Larry Strelitz recently spoke to Reg Rumney, Head of the Centre for Economics Journalism in Africa at Rhodes University, about current trends in media convergence. They explored what is meant by the term ‘convergence’ as well as the underlying cultural, technological and economic drivers of the process. Rumney provided examples of the process in practice and also raised concerns that the need to train future journalists in the varied technologies of production may be diverting attention away from the importance of actual content.
Does 'New Media' and new technology change journalism? And does new media and, as many people prefer to call it 'digital media' change how we teach journalism? And do we have to teach the technology separately, or can we find integrated ways to do educate our students.
Lynette Steenveld is a Professor of Media Studies at Rhodes JMS, and is concerned about the learning gap - how much time does it take to learn new technology (and to teach it) and do we learn and teach it sequentially or in some kind of more integrated fashion.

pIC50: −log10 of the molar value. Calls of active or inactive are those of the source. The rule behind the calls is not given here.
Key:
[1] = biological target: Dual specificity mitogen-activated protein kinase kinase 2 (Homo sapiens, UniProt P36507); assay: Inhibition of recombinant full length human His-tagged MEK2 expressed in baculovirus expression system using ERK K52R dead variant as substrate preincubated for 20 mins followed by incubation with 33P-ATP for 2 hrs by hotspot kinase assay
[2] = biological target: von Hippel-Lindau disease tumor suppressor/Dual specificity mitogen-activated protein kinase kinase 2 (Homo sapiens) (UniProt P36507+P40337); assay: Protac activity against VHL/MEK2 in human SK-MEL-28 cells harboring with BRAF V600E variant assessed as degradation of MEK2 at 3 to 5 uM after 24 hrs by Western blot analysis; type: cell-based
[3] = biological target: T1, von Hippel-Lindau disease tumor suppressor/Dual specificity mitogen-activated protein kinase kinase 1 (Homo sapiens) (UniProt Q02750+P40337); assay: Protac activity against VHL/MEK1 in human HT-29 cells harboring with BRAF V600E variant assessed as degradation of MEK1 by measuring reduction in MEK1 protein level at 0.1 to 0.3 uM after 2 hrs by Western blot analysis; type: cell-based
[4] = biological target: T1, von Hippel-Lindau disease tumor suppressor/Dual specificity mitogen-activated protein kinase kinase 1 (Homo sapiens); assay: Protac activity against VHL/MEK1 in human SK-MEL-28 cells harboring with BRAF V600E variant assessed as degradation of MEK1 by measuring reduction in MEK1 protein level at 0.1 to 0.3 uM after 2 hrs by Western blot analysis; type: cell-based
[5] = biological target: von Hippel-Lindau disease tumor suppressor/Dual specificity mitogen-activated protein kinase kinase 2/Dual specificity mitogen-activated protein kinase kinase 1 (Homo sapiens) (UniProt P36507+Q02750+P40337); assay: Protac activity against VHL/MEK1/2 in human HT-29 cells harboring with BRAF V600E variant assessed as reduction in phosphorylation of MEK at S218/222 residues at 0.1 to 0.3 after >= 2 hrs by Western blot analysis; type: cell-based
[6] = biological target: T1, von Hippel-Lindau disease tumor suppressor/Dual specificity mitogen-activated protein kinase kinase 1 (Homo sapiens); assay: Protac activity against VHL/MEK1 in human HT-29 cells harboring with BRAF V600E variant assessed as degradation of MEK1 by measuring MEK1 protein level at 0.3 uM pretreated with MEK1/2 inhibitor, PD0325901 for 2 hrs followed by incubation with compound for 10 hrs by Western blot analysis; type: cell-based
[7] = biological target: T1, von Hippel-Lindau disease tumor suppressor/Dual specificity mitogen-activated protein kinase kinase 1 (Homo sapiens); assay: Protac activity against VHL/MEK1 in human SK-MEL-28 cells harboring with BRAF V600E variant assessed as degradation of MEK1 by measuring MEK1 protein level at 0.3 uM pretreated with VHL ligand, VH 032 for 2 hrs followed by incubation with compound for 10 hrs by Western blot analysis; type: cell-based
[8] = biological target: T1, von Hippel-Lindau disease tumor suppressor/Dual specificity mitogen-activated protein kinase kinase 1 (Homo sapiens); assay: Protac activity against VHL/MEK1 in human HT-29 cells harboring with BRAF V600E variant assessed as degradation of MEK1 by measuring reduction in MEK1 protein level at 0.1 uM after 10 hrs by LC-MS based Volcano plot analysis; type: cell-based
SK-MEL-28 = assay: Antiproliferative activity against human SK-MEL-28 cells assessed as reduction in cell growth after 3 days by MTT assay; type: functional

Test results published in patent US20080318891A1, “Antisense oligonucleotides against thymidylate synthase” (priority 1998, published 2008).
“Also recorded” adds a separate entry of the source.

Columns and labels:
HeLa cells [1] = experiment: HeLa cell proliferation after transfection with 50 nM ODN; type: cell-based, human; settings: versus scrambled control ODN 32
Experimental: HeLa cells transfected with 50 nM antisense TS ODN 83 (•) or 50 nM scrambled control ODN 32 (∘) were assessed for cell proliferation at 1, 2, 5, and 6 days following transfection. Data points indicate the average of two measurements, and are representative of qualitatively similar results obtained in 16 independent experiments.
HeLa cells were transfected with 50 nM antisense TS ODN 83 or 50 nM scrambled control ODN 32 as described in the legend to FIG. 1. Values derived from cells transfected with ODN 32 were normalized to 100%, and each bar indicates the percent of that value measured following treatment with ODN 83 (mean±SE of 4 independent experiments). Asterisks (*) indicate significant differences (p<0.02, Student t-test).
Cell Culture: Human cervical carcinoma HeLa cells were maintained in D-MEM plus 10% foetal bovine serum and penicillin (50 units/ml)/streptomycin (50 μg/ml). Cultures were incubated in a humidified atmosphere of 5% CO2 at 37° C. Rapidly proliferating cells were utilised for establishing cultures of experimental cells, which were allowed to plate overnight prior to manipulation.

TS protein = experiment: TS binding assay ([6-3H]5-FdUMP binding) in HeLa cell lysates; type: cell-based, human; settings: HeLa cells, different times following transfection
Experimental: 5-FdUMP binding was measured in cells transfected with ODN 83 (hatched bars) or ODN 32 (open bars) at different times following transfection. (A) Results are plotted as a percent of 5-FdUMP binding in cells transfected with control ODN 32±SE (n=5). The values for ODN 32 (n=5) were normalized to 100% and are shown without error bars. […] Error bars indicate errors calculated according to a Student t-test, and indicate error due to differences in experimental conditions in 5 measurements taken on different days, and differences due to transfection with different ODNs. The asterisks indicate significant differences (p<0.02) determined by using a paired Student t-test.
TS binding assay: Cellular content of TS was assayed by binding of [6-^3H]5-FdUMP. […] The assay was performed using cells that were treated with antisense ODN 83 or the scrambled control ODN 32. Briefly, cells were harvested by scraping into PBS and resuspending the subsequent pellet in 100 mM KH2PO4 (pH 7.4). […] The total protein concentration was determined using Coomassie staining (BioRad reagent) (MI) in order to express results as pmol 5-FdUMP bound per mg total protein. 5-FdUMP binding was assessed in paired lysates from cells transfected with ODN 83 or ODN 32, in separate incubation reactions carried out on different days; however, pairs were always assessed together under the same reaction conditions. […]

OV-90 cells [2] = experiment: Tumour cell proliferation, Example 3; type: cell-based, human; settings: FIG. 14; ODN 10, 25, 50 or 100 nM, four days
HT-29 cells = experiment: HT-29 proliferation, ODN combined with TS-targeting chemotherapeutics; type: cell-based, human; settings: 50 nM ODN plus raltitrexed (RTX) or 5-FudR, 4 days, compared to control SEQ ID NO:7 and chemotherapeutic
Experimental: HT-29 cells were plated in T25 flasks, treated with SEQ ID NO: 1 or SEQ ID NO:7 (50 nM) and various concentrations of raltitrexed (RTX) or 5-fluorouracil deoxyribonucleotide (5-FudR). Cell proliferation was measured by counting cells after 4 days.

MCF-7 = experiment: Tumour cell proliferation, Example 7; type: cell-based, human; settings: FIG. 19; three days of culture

Teaching Citizen Journalism - An Interview with Khaya Thonjeni, Coordinator, Schools Outreach ProjectSubmitted by staff on Tue, 06/02/2009 - 07:39.
Great things are happening in citizen journalism education in a small town in the Eastern Cape thanks to Khaya Thonjeni. Khaya runs the Rhodes University JMS Schools Outreach Project funded by the Knight Foundation. We spoke to Khaya about this project and what it seeks to achieve.
Khaya, briefly explain what the project is about?
Jeanne du Toit lectures in Radio at the Rhodes School of Journalism and Media Studies. Her colleagues, Guy Berger and Sim Kyazze, quiz her about some of her ideas with regards to the future of radio in a digital age…
Guy: So, for you, digital connotes a global environment, and articulates with the identity of your students. Can you tell us more?
By Gillian, Rod and Peter
Successful journalism is about one thing. Which means that successful journalism education is about one thing: a good story that matters.
If the story reaches the hearts and minds of its receivers, its medium becomes a secondary consideration.